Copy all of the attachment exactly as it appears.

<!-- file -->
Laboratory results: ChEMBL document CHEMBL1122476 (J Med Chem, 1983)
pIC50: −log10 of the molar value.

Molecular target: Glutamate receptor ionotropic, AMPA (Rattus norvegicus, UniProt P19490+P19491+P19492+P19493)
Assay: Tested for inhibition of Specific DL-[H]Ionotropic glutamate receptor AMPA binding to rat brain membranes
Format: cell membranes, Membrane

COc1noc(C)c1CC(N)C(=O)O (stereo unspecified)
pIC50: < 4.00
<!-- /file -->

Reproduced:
Laboratory results: ChEMBL document CHEMBL1122476 (J Med Chem, 1983)
pIC50: −log10 of the molar value.

Molecular target: Glutamate receptor ionotropic, AMPA (Rattus norvegicus, UniProt P19490+P19491+P19492+P19493)
Assay: Tested for inhibition of Specific DL-[H]Ionotropic glutamate receptor AMPA binding to rat brain membranes
Format: cell membranes, Membrane

COc1noc(C)c1CC(N)C(=O)O (stereo unspecified)
pIC50: < 4.00